AuthorsA. Arcuri and L. C. Briand
EditorsM. Dwyer and F. Tip
TitleAdaptive Random Testing: an Illusion of Effectiveness?
Afilliation, , Software Engineering
Project(s)The Certus Centre (SFI)
StatusPublished
Publication TypeProceedings, refereed
Year of Publication2011
Conference NameACM International Conference on Software Testing and Analysis (ISSTA)
Pagination265-275
PublisherACM
Place PublishedNew York, NY, USA
ISBN Number978-1-4503-0562-4
Abstract

Adaptive Random Testing (ART) has been proposed as an enhancement to random testing, based on assumptions on how failing test cases are distributed in the input domain. The main assumption is that failing test cases are usually grouped into contiguous regions. Many papers have been published in which ART has been described as an effective alternative to random testing when using the average number of test case executions needed to find a failure (F-measure). But all the work in the literature is based either on simulations or case studies with unreasonably high failure rates. In this paper, we report on the largest empirical analysis of ART in the literature, in which 3727 mutated programs and nearly ten trillion test cases were used. Results show that ART is highly inefficient even on trivial problems when accounting for distance calculations among test cases, to an extent that probably prevents its practical use in most situations. For example, on the infamous Triangle Classification program, random testing finds failures in few milliseconds whereas ART execution time is prohibitive. Even when assuming a small, fixed size test set and looking at the probability of failure (P-measure), ART only fares slightly better than random testing, which is not sufficient to make it applicable in realistic conditions. We provide precise explanations of this phenomenon based on rigorous empirical analyses. For the simpler case of single-dimension input domains, we also perform formal analyses to support our claim that ART is of little use in most situations, unless drastic enhancements are developed. Such analyses help us explain some of the empirical results and identify the components of ART that need to be improved to make it a viable option in practice.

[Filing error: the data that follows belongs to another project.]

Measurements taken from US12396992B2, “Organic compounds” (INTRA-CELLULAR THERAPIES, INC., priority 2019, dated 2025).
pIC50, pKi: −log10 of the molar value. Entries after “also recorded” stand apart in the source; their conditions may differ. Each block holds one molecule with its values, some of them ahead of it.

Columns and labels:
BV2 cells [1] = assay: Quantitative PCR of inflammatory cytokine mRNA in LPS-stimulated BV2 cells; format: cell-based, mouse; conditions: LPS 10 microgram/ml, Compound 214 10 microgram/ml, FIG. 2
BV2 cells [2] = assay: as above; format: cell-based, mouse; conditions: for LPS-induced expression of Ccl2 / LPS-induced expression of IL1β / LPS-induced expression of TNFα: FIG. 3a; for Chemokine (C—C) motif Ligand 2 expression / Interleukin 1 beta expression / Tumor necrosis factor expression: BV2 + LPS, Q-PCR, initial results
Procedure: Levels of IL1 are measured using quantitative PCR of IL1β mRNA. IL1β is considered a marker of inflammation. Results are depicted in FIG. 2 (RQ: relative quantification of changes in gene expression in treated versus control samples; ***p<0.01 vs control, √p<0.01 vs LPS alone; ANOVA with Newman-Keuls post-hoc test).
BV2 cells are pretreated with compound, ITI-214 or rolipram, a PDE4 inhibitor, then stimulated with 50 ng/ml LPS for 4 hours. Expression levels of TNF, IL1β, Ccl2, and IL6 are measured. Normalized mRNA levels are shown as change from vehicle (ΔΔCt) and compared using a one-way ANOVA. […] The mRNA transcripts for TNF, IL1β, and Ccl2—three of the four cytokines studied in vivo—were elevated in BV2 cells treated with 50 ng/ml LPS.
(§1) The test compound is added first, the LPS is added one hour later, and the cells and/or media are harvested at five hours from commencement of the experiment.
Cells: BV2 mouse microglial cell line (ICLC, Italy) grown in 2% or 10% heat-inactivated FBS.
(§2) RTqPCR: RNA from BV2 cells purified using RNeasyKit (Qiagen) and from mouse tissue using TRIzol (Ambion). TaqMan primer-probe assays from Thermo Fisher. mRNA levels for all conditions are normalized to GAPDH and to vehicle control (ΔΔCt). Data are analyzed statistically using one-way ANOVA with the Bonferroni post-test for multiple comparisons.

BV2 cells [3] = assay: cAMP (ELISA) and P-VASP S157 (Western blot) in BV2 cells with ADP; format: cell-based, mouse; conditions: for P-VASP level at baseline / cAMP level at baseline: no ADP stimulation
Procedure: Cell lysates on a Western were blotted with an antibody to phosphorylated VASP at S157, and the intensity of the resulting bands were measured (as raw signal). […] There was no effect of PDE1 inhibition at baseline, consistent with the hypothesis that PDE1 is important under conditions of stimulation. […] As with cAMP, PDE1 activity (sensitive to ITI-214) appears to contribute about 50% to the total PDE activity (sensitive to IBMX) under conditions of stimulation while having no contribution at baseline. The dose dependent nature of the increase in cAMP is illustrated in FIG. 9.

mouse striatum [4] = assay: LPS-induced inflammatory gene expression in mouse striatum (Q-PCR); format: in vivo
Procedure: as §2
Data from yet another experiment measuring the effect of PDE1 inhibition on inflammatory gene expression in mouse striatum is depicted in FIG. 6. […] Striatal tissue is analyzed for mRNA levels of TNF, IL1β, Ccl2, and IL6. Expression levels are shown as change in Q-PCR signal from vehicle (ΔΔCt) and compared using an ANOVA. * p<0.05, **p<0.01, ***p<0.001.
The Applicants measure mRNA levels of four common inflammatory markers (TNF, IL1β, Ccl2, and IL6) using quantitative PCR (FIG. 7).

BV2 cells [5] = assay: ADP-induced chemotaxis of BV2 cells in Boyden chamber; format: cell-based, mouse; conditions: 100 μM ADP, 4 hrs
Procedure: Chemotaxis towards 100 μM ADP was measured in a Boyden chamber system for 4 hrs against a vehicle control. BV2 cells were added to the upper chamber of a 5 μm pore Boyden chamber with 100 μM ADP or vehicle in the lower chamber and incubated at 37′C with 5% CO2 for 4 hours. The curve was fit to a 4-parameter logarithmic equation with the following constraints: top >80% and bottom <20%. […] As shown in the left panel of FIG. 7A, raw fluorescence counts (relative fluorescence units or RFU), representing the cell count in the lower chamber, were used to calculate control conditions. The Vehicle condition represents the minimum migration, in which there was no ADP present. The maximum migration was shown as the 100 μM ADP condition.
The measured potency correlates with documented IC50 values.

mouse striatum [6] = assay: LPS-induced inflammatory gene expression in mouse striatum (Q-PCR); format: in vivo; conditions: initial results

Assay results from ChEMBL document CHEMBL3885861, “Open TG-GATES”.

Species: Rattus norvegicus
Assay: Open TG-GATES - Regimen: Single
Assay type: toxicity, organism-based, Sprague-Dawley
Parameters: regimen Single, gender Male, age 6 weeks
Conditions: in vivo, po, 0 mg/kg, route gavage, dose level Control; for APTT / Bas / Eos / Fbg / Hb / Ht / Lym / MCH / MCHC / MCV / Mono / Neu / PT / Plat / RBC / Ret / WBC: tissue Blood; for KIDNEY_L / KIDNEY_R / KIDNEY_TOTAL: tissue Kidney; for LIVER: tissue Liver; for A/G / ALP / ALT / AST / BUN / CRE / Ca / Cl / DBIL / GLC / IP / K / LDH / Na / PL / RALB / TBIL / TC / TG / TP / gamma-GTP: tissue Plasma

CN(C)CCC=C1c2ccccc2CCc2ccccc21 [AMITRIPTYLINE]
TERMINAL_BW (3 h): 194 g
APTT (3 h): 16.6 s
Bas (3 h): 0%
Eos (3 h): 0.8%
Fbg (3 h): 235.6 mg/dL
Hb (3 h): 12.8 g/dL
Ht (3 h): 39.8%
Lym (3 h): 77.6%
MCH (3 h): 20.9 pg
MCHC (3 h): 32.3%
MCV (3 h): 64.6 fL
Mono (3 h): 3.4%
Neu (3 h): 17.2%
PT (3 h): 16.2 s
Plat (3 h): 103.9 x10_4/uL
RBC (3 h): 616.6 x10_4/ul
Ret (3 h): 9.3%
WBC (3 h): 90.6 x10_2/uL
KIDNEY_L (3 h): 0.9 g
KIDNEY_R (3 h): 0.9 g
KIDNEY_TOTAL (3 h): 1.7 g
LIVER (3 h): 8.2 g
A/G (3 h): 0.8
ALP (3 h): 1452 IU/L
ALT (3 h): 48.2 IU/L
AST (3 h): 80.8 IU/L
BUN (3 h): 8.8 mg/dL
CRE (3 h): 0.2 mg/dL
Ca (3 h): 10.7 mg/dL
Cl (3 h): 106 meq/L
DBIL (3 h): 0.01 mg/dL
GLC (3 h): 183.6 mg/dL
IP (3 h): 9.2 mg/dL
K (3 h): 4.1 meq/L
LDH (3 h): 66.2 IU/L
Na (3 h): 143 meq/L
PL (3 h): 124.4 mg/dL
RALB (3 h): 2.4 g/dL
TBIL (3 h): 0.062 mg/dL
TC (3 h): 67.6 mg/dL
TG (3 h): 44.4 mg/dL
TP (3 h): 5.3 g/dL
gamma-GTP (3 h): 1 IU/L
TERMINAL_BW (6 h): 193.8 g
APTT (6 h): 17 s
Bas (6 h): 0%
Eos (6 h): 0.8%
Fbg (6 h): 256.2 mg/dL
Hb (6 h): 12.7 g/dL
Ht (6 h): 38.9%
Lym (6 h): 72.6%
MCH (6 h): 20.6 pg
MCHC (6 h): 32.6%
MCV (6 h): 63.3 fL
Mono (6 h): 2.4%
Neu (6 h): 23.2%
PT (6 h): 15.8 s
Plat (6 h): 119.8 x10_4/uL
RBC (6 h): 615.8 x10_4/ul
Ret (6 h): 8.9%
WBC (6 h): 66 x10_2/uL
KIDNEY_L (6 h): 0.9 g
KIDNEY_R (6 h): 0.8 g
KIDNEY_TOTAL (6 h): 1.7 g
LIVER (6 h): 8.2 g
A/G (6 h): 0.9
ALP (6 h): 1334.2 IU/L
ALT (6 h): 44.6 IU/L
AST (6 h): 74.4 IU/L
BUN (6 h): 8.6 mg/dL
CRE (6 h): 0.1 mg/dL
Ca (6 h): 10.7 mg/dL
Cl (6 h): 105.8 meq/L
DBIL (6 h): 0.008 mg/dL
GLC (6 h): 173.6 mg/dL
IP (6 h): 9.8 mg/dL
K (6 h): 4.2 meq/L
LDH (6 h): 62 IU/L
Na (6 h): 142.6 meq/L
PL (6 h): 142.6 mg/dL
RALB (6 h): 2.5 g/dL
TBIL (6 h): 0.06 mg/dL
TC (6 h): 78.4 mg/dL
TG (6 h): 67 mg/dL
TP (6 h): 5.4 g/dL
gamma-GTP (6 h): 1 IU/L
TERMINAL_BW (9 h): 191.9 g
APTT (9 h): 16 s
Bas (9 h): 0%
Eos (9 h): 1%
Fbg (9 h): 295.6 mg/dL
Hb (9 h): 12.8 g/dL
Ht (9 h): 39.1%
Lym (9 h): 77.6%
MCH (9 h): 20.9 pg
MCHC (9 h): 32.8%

Citation KeySimula.simula.614